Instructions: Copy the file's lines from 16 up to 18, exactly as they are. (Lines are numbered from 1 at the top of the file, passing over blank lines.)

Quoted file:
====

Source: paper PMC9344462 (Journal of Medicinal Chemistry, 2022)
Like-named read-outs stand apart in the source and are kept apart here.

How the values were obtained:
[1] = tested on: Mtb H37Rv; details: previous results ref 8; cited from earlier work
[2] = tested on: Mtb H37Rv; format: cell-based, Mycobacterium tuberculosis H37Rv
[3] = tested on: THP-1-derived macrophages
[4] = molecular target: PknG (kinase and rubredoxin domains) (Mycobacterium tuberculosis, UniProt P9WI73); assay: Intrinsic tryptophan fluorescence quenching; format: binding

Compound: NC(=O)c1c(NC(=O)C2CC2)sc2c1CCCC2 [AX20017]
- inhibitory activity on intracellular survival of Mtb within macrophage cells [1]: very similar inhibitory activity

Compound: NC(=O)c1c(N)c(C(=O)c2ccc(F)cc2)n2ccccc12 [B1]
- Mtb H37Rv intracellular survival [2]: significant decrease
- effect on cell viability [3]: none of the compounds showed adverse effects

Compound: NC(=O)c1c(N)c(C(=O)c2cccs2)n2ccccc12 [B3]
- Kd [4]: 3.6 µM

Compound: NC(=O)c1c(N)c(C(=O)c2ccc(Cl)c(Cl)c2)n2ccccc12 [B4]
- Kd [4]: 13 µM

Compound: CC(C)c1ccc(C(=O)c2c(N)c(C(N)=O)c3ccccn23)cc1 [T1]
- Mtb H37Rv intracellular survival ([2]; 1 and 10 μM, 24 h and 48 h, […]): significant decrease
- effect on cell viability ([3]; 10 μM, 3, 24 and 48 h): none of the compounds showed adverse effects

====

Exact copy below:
- Kd [4]: 13 µM

Compound: CC(C)c1ccc(C(=O)c2c(N)c(C(N)=O)c3ccccn23)cc1 [T1]
- Mtb H37Rv intracellular survival ([2]; 1 and 10 μM, 24 h and 48 h, […]): significant decrease